So let us leave behind a country better than the one we were left.

Every breath from my bronze-pounded chest, we will raise this wounded world into a wondrous one.

We will rise from the golden hills of the West.

We will rise from the windswept Northeast where our forefathers first realized revolution.

We will rise from the lake-rimmed cities of the Midwestern states.

We will rise from the sun-baked South.

We will rebuild, reconcile, and recover.

And every known nook of our nation and every corner called our country, our people diverse and beautiful, will emerge battered and beautiful.

When day comes, we step out of the shade of flame and unafraid.

The new dawn balloons as we free it.

For there is always light, if only we’re brave enough to see it.

If only we’re brave enough to be it.

What Isn’t a Swastika?

I’ve been asked, perhaps in jest by those reading my SS blog post, whether the Columbia logo is a swastika because it also has four quadrants (it’s not).

…founded in 1938 [a year after largest shirt factory owners Paul and Marie Lamfrom were forced to escape Nazi Germany], used a simple wordmark until the introduction of the geometric emblem in 1978 [by Gertrude Boyle, daughter of Lamfrom and wife of Columbia President who died suddenly]. It was a rhombus, composed of eight equal rectangles, which aimed to represent the woven textile.

It should be noted here that 1978 was a year after a company named Pinwheel was founded to create children’s television. Two years later Pinwheel was renamed Nickelodeon (as you probably would recognize it today), but Columbia kept their pinwheel logo.

I mean what if Gertrude, like a lot of people in the 1970s including a children’s network, thought that pinwheels meant fun and pretty things? And she wanted to convey woven threads so she gave hers a textile look? Here are some other similar examples:

In that case what we see may be little more than accidental framing, which reminds me of the many examples of unfortunate errors like this one by Target.

Arguments against mine are that from certain angles the Columbia pinwheel can in fact resemble the swastika when poorly knitted.

Here’s someone clearly shocked to realize just how bad Columbia manufacturing (or doctored images) can get — and hopefully nobody really wants to argue here low quality and sloppy knits are carefully planned:

Source: random Reddit user

It’s a terrible outcome, yet I maintain this is far too apocryphal for people who fled Nazi Germany to restart the same business in America, their daughter to next use the symbol of her parents’ persecutors as their logo, which shows when product quality declines.

She may have been unintentionally influenced by the pain of swastikas, or intentionally influenced through the pleasure of pinwheels; in either case I see nothing yet to justify the case she wanted to spread Nazism through cheap socks.

Dare I say… it’s a stretch.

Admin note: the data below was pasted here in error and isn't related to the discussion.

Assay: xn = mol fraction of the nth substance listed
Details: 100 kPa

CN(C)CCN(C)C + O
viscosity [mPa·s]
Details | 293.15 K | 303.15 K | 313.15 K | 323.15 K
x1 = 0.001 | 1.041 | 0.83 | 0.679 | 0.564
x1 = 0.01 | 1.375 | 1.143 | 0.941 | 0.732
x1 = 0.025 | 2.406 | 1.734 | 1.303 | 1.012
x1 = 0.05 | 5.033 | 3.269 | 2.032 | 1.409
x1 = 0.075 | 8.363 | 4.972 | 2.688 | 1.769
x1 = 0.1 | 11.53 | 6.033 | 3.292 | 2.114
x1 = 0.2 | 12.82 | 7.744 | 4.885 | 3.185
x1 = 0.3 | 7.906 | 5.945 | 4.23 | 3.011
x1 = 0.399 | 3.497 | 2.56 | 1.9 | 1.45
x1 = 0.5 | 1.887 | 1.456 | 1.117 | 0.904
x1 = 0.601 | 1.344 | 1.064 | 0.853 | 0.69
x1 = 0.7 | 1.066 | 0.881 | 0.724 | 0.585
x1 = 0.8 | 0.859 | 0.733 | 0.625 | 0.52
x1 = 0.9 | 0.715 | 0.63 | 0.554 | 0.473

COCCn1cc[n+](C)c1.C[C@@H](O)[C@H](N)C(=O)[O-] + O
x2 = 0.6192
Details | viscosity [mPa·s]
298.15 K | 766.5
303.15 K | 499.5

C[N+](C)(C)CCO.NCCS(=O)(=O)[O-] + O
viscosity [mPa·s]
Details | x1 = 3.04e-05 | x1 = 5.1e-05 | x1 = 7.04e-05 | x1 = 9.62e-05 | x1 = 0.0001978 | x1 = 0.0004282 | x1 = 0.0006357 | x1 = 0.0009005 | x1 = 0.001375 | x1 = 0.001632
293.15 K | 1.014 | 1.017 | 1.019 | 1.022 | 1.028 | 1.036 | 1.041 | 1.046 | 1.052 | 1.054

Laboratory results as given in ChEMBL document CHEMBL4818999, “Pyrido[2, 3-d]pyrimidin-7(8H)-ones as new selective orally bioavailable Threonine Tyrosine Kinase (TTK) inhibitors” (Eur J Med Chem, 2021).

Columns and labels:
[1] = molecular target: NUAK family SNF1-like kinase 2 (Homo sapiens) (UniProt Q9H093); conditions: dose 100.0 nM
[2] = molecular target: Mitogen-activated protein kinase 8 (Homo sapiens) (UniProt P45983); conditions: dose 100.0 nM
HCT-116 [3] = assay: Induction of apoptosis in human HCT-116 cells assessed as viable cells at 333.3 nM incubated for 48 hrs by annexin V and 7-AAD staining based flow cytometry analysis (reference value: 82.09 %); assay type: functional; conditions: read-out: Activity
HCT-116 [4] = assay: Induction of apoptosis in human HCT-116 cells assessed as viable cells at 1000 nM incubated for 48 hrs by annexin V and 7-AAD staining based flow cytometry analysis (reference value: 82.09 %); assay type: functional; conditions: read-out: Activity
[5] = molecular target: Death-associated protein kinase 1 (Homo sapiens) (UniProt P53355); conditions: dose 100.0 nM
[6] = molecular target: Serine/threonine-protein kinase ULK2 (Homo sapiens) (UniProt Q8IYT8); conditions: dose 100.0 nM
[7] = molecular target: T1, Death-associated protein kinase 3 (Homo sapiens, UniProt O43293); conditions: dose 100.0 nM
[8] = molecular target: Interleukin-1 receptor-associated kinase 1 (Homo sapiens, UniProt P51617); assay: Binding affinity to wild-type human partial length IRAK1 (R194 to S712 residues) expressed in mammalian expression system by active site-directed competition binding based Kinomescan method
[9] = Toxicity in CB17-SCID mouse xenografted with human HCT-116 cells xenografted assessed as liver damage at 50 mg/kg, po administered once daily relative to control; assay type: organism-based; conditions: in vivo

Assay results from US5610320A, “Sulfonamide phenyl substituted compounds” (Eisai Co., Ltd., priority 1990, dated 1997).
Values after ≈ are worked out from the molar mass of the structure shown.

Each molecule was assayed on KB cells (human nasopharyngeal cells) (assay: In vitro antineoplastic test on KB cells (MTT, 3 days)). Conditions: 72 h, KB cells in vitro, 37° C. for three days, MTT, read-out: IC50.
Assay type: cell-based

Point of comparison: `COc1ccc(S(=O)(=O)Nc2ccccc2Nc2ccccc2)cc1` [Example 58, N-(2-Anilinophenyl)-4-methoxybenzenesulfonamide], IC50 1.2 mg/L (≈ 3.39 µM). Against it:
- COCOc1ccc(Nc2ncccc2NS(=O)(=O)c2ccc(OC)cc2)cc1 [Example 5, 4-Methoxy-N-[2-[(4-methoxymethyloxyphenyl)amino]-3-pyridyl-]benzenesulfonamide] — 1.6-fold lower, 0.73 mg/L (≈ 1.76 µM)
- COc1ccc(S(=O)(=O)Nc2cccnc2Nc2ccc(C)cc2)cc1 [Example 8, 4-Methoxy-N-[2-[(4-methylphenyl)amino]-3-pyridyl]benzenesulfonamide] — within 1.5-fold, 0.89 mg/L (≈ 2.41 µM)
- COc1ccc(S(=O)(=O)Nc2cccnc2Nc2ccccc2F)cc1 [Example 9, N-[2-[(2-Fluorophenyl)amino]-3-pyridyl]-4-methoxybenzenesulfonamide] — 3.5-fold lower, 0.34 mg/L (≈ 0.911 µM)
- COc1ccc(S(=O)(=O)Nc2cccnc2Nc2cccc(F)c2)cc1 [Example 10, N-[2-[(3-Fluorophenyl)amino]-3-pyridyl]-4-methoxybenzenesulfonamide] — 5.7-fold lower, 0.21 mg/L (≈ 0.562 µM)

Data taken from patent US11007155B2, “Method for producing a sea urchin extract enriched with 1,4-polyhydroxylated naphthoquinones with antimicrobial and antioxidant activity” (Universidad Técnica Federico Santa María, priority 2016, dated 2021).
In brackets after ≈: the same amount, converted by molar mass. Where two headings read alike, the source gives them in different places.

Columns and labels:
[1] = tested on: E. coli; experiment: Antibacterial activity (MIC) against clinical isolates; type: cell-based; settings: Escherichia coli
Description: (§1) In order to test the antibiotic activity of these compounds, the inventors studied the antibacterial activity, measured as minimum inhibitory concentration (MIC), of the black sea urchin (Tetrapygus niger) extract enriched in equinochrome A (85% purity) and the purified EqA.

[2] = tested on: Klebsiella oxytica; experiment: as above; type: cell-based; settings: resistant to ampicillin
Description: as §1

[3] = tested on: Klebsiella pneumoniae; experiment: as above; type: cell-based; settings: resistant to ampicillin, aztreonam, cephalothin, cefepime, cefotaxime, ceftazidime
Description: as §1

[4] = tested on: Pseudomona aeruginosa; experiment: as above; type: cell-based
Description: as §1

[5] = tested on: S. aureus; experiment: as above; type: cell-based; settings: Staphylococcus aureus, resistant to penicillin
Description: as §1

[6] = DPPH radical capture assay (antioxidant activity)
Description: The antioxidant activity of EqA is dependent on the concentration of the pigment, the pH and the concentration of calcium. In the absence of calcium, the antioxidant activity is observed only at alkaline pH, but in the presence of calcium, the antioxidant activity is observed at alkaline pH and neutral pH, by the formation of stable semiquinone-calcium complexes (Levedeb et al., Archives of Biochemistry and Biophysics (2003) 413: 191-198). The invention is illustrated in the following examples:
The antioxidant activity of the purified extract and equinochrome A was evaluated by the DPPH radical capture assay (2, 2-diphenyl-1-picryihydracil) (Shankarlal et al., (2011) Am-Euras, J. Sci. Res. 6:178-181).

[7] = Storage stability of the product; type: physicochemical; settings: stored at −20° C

I mean that’s a bit like asking me if every single pinwheel or rotational quadrant we see (common design in history) is a swastika. For example, here’s the Stanford-born Sun Microsystems logo in 1982, arguably designed while he was staring at the Columbia logo on his jacket.

Sun’s “rotational symmetric ambigram” credited to Stanford professor Vaughan Pratt.

And here’s another Stanford-born technology company logo (Google).

I’ve roundly criticized Stanford, yet I do not see in any way how these pinwheel logos of theirs symbolize that school’s genocidal heritage.

In that context, some symbols are just so obviously obvious (and meant as such) we shouldn’t even have to discuss them.

Clint Watts today tweeted a report to Telegram worth mentioning:

.@telegram – there’s an issue on your platform, a channel posing as the President (presumably a fake or hacked account) is inciting violence and advocating that Biden should be killed. The channel has >350K members. Might want to take a look. (trump_33)

33 means the KKK, as documented in federal trial for 33 year old Alexander DeFelice.

“The eleventh letter of the alphabet is K,” Nill told the jury explaining that “three times 11 is 33.”

It’s not a swastika, it’s as bad or worse because of context.

That 33 alone should have been the red flag loooooong before inciting violence and advocating death started to flow, and even before it had followers.

This isn’t rocket science.

In a similar vein, hate groups in America are waving flags and using symbols that very clearly show intent to do harm.

It’s illegal. So why aren’t they being arrested?

Armed ‘militias’ are illegal. Will authorities finally crack down…? 29 states have criminal statutes outlawing private militias…. These laws have been tested in the Supreme Court dating back to 1886…

It’s not that hard to see where this line is drawn and when speech is not protected in America. Don’t believe anyone who says speech is unrestricted. That is false and the courts have said so many times in conviction of criminals trying to hide behind speech laws.